When we arrived at the race start I jumped out of the car and quickly registered for the race.  I did not have time to look at the course map, but figured I could always backtrack or follow the leader if I got lost.  With only moments left before race start, I grabbed a couple of PowerBars and stuffed them in a fanny pack that held a single water bottle.  I then strapped on my prototype snowshoes and waddled up for the pre-race briefing.

Shuffle Off the Buffalo

The Turquoise Lake race is organized by Tom and Melissa Lee Sobal, two Leadville residents who have helped shape the face of modern snowshoe racing. Tom has only failed to win a handful of the one hundred plus snowshoe events that he has competed in his years of racing.  Needless to say, he has won the Turquoise race every year since the first annual in 1989.  The Sobals races are designed to be low-key, with an emphasis on physical exertion without any glitz.  As testimony to that approach, the Turquoise Lake event is free to those racers who bring a healthy, homemade dish to share for the post-race feed.

The pre-race announcements included mention of the course conditions and the mandatory fluid and calorie aspects of the race: all participants were required to start with a minimum of 20 oz. of fluids and 350 calories of food. There were to be two aid stations, assuming the new snow did not prevent the volunteers from getting to the seven and thirteen mile marks.  There were cut-off points because of the danger of having racers on the course after dark, which fell around five in the evening at that time of year.  The goal was to have everyone in by 5 P.M., which was seven hours from the 10 A.M. start; just over 20-minute miles.

The race began with a nonchalant, “ready, set, go” from Tom Sobal, who assumed the lead that would be his throughout the race.  The bright and flashy colors of the athletic apparel surrounding contrasted nicely against the snow.  It was, however, a bit daunting to note the number of team uniforms and racers donning mounted shoes — racing flats that were riveted to snowshoe frames to eliminate the binding weight and the loosening that often haunts snowshoe straps.  These were some serious, sponsored athletes who really knew what they were doing and I had to swallow hard and wonder if I had gotten in over my head.

As we all started moving, the racers kicked snow into the cold morning sunrise, resulting in a playful cascade of sparkles.  As the group advanced, the continuous spray of snow made me wonder if some eye protection might have been a good idea.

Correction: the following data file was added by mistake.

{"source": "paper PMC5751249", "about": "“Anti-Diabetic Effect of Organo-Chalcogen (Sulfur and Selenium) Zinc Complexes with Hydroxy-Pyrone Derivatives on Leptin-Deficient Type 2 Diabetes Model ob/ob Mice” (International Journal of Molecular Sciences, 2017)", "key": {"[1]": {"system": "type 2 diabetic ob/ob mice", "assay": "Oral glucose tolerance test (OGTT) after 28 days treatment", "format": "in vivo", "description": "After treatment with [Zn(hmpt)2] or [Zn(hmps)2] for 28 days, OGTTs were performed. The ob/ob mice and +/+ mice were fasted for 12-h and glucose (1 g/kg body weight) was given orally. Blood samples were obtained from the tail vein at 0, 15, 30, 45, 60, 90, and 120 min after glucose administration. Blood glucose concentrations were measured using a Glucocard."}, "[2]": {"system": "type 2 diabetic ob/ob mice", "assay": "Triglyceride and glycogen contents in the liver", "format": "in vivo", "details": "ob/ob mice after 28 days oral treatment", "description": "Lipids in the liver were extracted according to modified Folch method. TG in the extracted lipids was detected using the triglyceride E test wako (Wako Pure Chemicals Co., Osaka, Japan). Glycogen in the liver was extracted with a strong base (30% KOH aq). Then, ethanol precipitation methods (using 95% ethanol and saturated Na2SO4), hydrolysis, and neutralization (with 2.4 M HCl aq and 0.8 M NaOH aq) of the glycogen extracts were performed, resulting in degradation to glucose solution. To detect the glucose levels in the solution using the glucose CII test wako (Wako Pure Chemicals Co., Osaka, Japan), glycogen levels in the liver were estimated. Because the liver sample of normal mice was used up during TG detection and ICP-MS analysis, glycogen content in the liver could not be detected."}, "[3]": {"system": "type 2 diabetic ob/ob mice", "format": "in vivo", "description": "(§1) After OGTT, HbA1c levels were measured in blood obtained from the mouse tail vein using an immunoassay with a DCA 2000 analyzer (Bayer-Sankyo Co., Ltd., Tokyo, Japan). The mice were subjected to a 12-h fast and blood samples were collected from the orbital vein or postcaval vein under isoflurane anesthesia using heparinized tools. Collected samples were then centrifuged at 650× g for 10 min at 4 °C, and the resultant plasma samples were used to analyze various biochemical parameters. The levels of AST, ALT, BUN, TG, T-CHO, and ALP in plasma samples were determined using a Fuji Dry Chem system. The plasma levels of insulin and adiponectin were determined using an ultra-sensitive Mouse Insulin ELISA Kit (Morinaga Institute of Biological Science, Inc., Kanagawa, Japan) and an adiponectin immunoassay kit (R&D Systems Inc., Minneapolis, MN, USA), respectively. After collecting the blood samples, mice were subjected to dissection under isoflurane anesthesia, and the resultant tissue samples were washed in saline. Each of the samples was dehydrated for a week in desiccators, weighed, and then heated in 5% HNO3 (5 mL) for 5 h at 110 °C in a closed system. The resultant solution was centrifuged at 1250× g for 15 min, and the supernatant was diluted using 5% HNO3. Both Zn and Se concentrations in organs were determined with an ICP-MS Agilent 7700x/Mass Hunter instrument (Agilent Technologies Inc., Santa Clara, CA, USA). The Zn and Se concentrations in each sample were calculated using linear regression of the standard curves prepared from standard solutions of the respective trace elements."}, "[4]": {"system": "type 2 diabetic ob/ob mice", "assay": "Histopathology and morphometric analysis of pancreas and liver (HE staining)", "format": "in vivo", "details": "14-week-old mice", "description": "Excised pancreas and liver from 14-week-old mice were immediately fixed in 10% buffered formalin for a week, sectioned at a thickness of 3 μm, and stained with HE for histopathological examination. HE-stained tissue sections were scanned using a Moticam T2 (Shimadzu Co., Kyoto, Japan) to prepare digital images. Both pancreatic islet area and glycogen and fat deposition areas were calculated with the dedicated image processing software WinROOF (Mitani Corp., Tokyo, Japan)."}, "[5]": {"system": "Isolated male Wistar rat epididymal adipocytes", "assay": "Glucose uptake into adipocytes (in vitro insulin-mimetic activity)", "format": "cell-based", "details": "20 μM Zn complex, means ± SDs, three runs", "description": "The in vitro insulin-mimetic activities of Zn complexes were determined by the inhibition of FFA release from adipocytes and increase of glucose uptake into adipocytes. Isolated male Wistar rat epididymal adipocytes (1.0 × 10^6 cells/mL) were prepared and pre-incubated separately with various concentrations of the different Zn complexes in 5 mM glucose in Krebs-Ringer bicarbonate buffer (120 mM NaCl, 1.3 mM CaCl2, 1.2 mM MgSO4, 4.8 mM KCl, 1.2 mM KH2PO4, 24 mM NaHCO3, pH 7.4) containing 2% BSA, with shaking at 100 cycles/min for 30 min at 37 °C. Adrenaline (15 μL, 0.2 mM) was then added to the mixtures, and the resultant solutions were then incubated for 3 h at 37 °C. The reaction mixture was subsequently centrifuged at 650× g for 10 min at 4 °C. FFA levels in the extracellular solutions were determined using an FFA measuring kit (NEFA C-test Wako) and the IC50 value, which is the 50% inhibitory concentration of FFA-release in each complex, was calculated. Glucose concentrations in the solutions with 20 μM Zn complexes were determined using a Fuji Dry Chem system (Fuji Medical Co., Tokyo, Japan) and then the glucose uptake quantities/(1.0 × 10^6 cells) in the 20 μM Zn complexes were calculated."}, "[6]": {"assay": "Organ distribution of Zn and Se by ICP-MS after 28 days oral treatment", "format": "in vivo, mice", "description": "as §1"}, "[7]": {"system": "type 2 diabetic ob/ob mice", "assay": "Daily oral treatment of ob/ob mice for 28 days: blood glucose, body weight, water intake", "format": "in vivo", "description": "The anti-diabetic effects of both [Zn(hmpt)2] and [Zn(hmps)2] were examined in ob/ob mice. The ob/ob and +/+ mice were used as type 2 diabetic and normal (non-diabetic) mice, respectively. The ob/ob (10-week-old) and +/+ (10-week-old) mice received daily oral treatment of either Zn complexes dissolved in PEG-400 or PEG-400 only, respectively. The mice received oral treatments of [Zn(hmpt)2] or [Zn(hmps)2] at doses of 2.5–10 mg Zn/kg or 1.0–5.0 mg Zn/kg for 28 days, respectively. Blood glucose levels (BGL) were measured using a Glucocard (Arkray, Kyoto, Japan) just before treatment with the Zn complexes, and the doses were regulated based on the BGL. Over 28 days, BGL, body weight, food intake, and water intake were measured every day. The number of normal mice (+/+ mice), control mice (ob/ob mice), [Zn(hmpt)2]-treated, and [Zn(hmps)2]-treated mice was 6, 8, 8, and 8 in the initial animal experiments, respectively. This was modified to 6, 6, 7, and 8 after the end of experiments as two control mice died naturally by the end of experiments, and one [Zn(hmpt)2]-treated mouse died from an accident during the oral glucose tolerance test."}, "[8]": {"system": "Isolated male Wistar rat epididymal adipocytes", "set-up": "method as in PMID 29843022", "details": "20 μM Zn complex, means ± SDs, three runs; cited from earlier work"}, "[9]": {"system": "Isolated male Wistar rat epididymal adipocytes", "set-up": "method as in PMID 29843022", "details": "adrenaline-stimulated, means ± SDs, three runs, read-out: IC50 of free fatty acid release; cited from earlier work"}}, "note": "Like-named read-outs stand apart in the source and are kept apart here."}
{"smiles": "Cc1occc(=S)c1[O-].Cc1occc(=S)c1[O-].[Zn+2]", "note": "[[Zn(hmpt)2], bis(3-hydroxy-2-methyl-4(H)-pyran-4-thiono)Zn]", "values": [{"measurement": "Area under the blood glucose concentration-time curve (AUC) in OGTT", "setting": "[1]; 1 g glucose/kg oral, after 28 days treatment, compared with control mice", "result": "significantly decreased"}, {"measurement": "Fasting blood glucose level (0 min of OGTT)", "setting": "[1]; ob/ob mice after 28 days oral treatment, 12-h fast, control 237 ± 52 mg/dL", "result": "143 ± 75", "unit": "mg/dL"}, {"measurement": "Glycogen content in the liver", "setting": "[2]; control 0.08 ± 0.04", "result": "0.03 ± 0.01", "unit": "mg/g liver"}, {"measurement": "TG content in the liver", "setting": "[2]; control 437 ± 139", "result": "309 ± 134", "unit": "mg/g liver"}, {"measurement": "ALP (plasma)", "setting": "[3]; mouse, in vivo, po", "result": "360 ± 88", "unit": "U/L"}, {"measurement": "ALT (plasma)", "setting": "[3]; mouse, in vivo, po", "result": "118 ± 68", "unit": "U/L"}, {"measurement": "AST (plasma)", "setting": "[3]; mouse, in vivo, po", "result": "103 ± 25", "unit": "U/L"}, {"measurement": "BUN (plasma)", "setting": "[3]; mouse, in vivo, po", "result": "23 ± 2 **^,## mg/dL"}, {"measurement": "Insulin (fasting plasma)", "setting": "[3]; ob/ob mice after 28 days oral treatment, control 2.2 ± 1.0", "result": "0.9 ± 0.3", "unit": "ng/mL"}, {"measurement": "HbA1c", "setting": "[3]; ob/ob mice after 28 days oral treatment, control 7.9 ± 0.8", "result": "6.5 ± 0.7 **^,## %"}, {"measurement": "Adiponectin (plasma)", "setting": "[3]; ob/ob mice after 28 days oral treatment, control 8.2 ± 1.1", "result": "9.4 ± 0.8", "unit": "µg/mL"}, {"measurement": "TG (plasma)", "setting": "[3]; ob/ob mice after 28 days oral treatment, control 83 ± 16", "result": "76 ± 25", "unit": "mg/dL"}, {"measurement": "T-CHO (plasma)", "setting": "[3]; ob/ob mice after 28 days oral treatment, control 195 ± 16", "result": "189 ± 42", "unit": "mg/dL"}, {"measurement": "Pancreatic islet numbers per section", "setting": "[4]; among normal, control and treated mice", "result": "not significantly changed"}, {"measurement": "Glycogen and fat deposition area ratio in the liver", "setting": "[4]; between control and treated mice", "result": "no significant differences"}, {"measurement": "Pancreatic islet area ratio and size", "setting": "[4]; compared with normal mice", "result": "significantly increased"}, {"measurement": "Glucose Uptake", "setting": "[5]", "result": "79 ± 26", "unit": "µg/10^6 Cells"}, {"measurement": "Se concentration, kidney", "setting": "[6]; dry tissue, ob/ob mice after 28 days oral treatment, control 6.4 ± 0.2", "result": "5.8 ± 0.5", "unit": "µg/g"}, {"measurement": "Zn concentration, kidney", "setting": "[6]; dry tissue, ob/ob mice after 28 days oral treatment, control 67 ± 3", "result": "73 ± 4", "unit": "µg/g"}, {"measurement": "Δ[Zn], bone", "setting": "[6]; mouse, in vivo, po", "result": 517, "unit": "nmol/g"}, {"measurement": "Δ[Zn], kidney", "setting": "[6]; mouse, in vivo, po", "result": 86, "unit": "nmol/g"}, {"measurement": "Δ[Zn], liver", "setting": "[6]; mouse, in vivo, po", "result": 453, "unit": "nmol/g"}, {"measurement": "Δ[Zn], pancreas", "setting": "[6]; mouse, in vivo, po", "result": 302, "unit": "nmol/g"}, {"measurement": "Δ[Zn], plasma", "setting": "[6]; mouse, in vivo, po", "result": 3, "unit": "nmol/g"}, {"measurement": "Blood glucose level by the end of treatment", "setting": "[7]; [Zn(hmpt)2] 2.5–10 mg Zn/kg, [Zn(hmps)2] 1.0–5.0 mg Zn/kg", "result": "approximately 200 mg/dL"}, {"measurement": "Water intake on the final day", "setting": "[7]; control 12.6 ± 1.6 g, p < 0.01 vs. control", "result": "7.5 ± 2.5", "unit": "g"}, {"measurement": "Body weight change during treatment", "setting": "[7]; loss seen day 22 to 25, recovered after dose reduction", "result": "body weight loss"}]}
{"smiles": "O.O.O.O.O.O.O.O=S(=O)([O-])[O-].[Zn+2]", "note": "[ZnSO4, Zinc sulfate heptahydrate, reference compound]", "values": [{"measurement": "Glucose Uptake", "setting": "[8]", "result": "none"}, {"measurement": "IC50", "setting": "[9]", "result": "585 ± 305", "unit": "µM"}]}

Because of the heavy dump of fresh snow we were forced to tramp away from the starting line in single file. I fell into pace at about one third back from the lead in the line of approximately sixty competitors.  Like a bicycle peloton, we took turns at the lead where breaking trail was grueling enough that after only a few minutes the leader needed to be relieved.  It was common to hear happy chatter amongst the racers as the mass cooperated and repressed a sense of competitiveness, fighting the shortness of breath concomitant to racing at altitude.

After climbing through woods and clearing a wood rail fence with snowshoers’ gracelessness, the pack made its way to the crossing of the frozen surface of Turquoise Lake, which came approximately two miles into the race. The wind from the lake was dramatic and I could feel the chill bite.  I was wearing a pair of pants I had volunteered to test for snowshoe worthiness and, much to my chagrin, I discovered an unexpected defect.  The pockets, which opened at the hip for easy access, had filled with snow that I had kicked from behind as I pushed forward.  My pockets soon began to swell and the weight caused the pants to pull down.  To avoid embarrassment and melting, I had to constantly empty the pockets.

As the group progressed across Turquoise Lake, our turns at the lead grew shorter and the wind filled the tracks with snow in a matter of moments. I was only slightly amused at being forced to break trail when directly behind Tom Sobal’s lead.  This was the result of the difference in his six-foot-something tall stride and my double-step.  To further complicate matters, there were parts of the frozen lake that were slushy, causing the watery snow to stick to the cold aluminum shoes and freeze from the cold winds.  The result was a heavy load of caked up, clinging snow.  The fact that I was not wearing gaiters did not help matters and soon my wool socks were dangling with icy balls.  Woe is me.